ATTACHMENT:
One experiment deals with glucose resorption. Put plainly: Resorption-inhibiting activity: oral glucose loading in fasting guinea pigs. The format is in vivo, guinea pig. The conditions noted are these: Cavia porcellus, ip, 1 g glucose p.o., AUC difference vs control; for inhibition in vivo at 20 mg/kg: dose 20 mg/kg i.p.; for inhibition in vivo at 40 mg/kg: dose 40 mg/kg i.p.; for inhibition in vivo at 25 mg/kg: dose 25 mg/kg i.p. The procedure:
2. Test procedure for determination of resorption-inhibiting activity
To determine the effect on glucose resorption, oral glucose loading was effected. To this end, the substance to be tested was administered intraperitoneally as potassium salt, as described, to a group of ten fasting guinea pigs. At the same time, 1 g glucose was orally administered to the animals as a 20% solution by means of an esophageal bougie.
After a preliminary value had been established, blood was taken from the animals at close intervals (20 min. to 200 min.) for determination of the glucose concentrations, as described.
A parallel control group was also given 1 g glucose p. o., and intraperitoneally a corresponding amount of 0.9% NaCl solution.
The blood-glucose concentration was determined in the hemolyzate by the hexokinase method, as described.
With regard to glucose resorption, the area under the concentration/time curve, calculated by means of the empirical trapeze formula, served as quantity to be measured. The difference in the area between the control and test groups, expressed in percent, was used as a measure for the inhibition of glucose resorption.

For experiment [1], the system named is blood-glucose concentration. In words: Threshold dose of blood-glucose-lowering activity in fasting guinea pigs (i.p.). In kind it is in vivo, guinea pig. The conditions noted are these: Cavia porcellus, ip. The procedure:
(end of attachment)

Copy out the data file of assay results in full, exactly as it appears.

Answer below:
One experiment deals with glucose resorption. Put plainly: Resorption-inhibiting activity: oral glucose loading in fasting guinea pigs. The format is in vivo, guinea pig. The conditions noted are these: Cavia porcellus, ip, 1 g glucose p.o., AUC difference vs control; for inhibition in vivo at 20 mg/kg: dose 20 mg/kg i.p.; for inhibition in vivo at 40 mg/kg: dose 40 mg/kg i.p.; for inhibition in vivo at 25 mg/kg: dose 25 mg/kg i.p. The procedure:
2. Test procedure for determination of resorption-inhibiting activity
To determine the effect on glucose resorption, oral glucose loading was effected. To this end, the substance to be tested was administered intraperitoneally as potassium salt, as described, to a group of ten fasting guinea pigs. At the same time, 1 g glucose was orally administered to the animals as a 20% solution by means of an esophageal bougie.
After a preliminary value had been established, blood was taken from the animals at close intervals (20 min. to 200 min.) for determination of the glucose concentrations, as described.
A parallel control group was also given 1 g glucose p. o., and intraperitoneally a corresponding amount of 0.9% NaCl solution.
The blood-glucose concentration was determined in the hemolyzate by the hexokinase method, as described.
With regard to glucose resorption, the area under the concentration/time curve, calculated by means of the empirical trapeze formula, served as quantity to be measured. The difference in the area between the control and test groups, expressed in percent, was used as a measure for the inhibition of glucose resorption.

For experiment [1], the system named is blood-glucose concentration. In words: Threshold dose of blood-glucose-lowering activity in fasting guinea pigs (i.p.). In kind it is in vivo, guinea pig. The conditions noted are these: Cavia porcellus, ip. The procedure: